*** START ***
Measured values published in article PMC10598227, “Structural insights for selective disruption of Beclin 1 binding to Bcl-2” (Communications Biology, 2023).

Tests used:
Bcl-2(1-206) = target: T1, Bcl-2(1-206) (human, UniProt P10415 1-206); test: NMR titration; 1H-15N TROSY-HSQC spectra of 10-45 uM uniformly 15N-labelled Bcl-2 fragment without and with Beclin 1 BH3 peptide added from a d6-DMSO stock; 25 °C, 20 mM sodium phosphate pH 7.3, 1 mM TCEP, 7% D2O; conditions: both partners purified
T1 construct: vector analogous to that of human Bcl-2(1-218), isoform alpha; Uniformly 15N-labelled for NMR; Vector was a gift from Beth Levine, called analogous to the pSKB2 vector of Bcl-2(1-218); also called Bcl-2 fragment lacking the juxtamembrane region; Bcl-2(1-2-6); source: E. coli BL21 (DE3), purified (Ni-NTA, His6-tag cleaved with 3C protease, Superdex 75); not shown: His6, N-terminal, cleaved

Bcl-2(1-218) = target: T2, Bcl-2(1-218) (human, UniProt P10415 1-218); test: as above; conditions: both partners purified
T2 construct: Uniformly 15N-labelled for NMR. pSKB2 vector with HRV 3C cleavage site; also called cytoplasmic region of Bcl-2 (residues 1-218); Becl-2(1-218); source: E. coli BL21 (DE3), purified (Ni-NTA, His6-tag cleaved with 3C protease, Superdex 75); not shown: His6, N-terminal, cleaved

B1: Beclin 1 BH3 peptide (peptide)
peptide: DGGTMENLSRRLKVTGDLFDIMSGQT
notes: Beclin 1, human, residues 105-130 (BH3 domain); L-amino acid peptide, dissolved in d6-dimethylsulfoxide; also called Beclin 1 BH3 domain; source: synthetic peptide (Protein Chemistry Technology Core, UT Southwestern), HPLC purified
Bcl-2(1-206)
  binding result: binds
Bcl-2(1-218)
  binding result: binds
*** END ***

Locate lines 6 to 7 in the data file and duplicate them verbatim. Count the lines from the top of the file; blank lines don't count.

T2 construct: Uniformly 15N-labelled for NMR. pSKB2 vector with HRV 3C cleavage site; also called cytoplasmic region of Bcl-2 (residues 1-218); Becl-2(1-218); source: E. coli BL21 (DE3), purified (Ni-NTA, His6-tag cleaved with 3C protease, Superdex 75); not shown: His6, N-terminal, cleaved

B1: Beclin 1 BH3 peptide (peptide)